Over half of the UK would say ‘yes’ to a review of the current bank holiday schedule, studies have shown.
The survey, conducted by virtual assistant specialists ava, has revealed that 51% of UK residents are unhappy with the number of public holidays in Britain and how they slot into the calendar.
The key stats
- The older generation (55-64) were the age group most behind a change in the current system – with 59% wanting a reshuffle.
- 52% of 35 to 44-year-olds were happy with the present schedule – surprising as this is a key demographic for parents with dependant children.
- 53% of women were in favour of a change
- 45% of businesses are affected by public holidays
How are small businesses affected by bank holidays?
The origins of the bank holiday were simple – to give the working classes (and bank workers) additional time off to rest from their rigorous jobs. Founded by Sir John Lubbock, Liberal MP and banker in 1871, it was also seen as a way of repaying the national debt.
However, some banks – most notably RBS and Natwest – recently removed bank holiday Mondays from their opening times. Seen as a way of keeping up with the demands of the modern consumer, the scheduling of bank holidays can also be perceived as a shrewd way of enticing more potential customers through shop doors – especially those who would usually be restricted by work demands.
While public holidays clearly benefit retailers, for the wider economy it’s a totally different story. According to statistics from the Centre for Economics and Business Research in 2012, each bank holiday costs the country £2.3 billion in lost productivity. Removing public holidays, meanwhile, could save £19 billion.
In terms of small businesses, the impact of bank holidays depends on the type of company they are. Many independent enterprises – such as pubs, restaurants, hotels and retailers – account for 15% of bank holiday profits.
Whilst the hospitality industry benefits from the increase in trade, our more industrial businesses tend to be hit the hardest.
Founder of the CEBR, Douglas McWilliams, said in 2012: “About 45% of the economy suffers; the offices, the factories, the building sites where people tend not to go to work on bank holiday.”
Any potential changes could also impact upon the school holiday system. Another recent survey by ava discovered that 53% of the population would approve of a rejigged school holiday schedule – with many firmly against the existing staggered setup that differs from town-to-town across England and Wales.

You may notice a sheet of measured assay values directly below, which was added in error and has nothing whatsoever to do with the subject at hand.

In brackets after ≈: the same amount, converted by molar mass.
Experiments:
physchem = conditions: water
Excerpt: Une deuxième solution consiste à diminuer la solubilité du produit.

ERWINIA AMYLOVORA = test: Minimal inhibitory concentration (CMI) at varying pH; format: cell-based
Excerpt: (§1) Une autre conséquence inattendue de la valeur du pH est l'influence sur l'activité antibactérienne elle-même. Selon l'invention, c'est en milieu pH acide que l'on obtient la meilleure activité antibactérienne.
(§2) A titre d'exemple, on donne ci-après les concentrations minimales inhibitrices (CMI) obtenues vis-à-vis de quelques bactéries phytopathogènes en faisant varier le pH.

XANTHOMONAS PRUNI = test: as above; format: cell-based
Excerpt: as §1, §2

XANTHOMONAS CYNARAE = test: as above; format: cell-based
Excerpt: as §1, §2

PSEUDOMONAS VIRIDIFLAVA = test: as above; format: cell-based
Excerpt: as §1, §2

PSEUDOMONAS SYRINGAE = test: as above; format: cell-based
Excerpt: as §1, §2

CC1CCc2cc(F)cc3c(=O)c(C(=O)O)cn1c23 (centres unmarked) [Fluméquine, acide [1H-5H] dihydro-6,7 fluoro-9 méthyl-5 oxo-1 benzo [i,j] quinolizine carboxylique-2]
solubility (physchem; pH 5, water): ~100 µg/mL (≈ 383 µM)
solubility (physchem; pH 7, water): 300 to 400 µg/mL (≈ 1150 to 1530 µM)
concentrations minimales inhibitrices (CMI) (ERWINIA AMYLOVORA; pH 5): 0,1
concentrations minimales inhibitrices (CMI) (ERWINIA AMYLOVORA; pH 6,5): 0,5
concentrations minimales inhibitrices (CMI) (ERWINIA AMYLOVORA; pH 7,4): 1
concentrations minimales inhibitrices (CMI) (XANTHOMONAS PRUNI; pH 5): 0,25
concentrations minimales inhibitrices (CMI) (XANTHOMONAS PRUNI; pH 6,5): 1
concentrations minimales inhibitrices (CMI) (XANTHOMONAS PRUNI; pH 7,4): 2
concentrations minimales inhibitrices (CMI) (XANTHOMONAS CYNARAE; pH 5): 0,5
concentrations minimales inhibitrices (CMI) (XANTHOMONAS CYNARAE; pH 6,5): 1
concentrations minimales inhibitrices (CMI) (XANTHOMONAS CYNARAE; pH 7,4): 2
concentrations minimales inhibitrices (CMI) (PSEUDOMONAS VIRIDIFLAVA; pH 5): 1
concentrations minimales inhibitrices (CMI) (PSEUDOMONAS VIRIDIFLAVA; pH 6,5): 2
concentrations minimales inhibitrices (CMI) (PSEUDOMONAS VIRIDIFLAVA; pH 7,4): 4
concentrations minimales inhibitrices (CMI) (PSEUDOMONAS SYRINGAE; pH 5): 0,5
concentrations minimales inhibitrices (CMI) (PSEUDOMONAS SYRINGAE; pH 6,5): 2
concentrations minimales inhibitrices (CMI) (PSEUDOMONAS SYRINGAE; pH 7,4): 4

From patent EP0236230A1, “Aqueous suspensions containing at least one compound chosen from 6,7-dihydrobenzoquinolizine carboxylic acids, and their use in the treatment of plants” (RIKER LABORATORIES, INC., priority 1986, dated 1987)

How does England fare when compared with other nations?
While your average worker would naturally love to have more bank holidays throughout the year, it’s clear from our research thus far that business owners wouldn’t necessarily agree.
However, the situation could be much worse for British enterprises. As the below chart – from Mercer – shows, other countries have far more public holidays.
Source – Mercer
With only eight extra days per year, England and Wales fall staggeringly behind other nations. Spain – the number one choice for holidaying Brits – has almost double the annual holidays that we have, with 14 each year. But that’s nothing compared to India and Colombia, whose residents enjoy a huge 18 additional days of annual leave.
Is it time to change the schedule?
It’s not only the amount of public holidays the UK has that leaves workers disgruntled. The current schedule is, arguably, very unbalanced. May has two dates (following two days in Easter, which usually falls in March or April), August has one – and then there’s a huge wait until the next break at Christmas time.
There have been calls in the past to move the first May bank holiday, with a proposed ‘UK Day’ in October to celebrate Britain’s military history instead.
Lucie Greenwood, sales manager at ava, said that the first half of the year tends to be top-heavy with bank holidays and many small business owners would find it easier to schedule work if public holidays were spread out a little more evenly across the year.
“It doesn’t seem to make much sense to have so many public holidays crammed into the space of two months. We have two days at Easter, which sometimes falls in April, and then another two days off the very next month,” she commented.
“Losing two days of trade – as is the case in May – can put added strain on many businesses. By moving one of the dates to later in the year, it not only eases the pressure on these firms – but gives the British workforce an extra break in the second half of the year.
“We’re seeing an increasing number of businesses scrapping some bank holidays altogether – instead giving their staff the extra days off in lieu. While this might not work for every company, it does give businesses more options and is a far less restrictive system.”